By Steve Meyer || Tag naming starts with naming the I/O in a control system. The names might only serve as a bookkeeping convenience for documenting in ladder programs, but in the complex environment of today’s PLC and PAC platforms, tag names are more significant. Tag names can serve as a referent for I/O points in totally different programming environments without requiring a programmer to rewrite code for this purpose.
In system-level software, it’s possible to share data with tag names. Many smart gateway products allow a common convention of letting programmers drag-and-drop data names from one intelligent host to another as a simplified technique for sharing information between platforms. Data values from one controller can be written into a neutral database and export to another controller as often as the data is updated. The underlying application handles all the details.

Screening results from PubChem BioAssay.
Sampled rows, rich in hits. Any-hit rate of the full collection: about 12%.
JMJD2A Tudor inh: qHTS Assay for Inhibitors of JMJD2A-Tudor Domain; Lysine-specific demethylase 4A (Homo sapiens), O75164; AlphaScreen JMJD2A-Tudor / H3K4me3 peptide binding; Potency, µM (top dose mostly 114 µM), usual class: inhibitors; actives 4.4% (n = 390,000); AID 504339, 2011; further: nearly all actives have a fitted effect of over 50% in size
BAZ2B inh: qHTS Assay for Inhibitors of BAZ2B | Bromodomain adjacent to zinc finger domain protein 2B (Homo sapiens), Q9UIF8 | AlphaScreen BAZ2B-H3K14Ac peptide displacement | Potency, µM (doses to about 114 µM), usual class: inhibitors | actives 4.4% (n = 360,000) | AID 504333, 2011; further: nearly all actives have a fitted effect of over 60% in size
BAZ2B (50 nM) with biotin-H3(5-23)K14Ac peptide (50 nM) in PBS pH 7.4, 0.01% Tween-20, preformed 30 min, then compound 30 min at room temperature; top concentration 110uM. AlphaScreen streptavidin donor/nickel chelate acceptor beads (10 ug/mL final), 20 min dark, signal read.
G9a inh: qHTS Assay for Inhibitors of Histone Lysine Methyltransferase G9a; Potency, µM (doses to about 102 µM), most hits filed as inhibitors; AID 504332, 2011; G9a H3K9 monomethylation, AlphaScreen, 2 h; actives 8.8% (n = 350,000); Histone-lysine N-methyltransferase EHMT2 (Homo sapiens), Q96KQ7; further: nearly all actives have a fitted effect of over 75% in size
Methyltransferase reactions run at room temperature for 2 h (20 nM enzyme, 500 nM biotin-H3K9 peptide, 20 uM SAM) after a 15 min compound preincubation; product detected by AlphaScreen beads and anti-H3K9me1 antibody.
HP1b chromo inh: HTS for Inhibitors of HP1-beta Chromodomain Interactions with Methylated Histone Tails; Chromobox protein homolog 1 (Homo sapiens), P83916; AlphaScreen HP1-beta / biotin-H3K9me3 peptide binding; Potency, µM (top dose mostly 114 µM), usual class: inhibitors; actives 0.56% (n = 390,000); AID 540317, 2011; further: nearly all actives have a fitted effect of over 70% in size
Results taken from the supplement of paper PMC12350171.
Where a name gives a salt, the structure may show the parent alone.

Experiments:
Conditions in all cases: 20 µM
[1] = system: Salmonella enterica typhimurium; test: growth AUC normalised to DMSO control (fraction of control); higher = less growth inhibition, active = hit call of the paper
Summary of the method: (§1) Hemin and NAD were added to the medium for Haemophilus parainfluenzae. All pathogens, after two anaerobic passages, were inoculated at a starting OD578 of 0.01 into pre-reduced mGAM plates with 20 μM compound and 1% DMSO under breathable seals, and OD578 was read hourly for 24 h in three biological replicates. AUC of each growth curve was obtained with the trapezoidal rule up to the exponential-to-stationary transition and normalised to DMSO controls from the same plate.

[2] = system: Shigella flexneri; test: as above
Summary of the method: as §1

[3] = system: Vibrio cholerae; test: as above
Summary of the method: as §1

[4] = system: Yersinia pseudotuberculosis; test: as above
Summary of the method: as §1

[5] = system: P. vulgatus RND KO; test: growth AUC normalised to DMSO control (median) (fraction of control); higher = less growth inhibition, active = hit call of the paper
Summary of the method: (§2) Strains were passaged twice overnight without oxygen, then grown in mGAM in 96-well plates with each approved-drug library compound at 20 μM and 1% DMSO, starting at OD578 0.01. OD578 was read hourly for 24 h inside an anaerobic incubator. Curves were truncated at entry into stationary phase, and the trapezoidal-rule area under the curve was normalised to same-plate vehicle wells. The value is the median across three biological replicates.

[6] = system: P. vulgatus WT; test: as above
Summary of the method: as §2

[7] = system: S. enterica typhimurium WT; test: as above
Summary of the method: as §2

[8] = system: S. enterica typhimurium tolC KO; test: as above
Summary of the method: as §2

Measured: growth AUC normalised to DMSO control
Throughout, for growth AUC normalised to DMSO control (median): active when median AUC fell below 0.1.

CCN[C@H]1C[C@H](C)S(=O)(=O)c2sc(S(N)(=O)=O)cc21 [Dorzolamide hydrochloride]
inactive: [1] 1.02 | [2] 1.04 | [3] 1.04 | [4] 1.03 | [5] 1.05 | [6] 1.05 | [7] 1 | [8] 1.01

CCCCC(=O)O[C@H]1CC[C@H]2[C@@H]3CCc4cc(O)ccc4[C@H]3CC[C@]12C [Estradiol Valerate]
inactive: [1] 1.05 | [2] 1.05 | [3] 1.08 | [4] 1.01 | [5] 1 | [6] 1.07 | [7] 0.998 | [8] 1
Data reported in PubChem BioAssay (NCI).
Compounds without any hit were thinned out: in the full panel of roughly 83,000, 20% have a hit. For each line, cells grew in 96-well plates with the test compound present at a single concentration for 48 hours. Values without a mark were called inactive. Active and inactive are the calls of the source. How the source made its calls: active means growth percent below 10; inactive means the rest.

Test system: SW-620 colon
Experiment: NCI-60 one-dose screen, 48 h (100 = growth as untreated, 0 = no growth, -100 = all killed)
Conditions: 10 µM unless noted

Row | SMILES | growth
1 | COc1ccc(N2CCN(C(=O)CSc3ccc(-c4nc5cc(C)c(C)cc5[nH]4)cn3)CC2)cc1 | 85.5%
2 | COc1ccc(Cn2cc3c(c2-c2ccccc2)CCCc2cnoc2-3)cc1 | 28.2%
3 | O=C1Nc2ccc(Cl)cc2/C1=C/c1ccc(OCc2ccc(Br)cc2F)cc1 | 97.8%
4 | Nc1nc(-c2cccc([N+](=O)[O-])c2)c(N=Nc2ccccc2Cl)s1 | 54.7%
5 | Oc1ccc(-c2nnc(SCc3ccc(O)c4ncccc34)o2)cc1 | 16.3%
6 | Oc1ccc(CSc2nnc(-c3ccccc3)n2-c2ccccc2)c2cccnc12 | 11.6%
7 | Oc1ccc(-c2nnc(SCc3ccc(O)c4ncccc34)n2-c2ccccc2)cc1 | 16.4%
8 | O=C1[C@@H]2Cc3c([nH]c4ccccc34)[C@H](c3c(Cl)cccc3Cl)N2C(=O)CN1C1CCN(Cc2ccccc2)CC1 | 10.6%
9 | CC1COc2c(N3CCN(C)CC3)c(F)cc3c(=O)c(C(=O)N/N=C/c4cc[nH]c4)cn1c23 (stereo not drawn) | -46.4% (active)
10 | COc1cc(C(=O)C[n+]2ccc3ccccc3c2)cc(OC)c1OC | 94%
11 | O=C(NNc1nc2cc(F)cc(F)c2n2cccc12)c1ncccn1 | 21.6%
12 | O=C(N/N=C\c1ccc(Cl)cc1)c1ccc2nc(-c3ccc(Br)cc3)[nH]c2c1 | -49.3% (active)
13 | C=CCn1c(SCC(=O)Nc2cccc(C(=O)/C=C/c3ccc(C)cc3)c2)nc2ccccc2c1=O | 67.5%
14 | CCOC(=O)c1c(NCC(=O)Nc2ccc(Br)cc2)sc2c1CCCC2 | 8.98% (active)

This approach derives from Visual Basic programming for data conventions, and is in hundreds of applications that manage data. Some complex relational database programs add and remove columns in Excel spreadsheets using this approach because it’s familiar and simple.
There are many examples of naming conventions in which a structure associates groups of I/O in a logical pattern — sometimes called a structured tag. Some use tag naming to differentiate I/O values and their states (which aren’t always the same). The structured-tag approach quickens program development and facilitates shared programming duties. Then program commenting and documentation are easier to understand as well.
Defining data types is in PACs is consistent with any computer programming environment.
One caveat: For a processor to correctly execute a floating-point math calculation, the PAC must have variable names defined by data type, or the operation won’t output correctly.